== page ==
Blossom Dearie

Blossom's Planet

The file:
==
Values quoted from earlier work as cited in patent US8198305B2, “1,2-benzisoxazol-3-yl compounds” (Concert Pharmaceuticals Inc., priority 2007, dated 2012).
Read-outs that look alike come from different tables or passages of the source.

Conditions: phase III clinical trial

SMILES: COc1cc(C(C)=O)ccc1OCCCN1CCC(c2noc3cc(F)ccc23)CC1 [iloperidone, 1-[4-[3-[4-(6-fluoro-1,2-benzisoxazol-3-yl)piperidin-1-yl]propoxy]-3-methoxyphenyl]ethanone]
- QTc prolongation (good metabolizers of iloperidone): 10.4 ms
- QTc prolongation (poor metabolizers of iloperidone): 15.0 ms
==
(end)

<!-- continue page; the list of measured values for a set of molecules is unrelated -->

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Blossom Dearie made her first recording in Paris in 1955. For the next 45-plus years, she turned out a steady stream of albums which have delighted her very devoted followers and vocal jazz fans alike. If Paul Desmond was the epitome of relaxation and quietness on the alto saxophone, his vocal counterpart has to be Dearie. Her voice is as recognizable as Ella Fitzgerald's, Billie Holiday's, Peggy Lee's, and other great jazz vocalists. This album has a decidedly Brazilian jazz bent. There are songs by Grammy award-winner Brazilian composer Ivan Lins and Antonio Carlos Jobim. There are also Dearie originals, which she co-authored with the likes of Johnny Mandel, Michel Legrand, and Jack Segal. In short, an eclectic roster of appealing songs that characterize this singer's albums over the years and that all get that intimate caressing, clarity of expression, and intelligent delivery -- all of which are uniquely Dearie's. On Jobim's "Wave," she rides on a crest of strings created electronically by Cesar Camarago Mariano. Her interpretation of one of Jobim's most popular tunes sets it apart from most others as she leaves some space between each line of the chorus, a device which creates anticipation for the next line. This tune also is a vehicle for her minimalist, melodic pianism. A truly class track. Good singers can make songs sound better than they really are and Dearie's ability to do that is highlighted by her rendition of Sting's "La Belle Dame Sans Regrets," which she does in French to a subtle Latin beat. Blossom's Planet is a welcome addition to her large galaxy of superior vocal recordings and is highly recommended.

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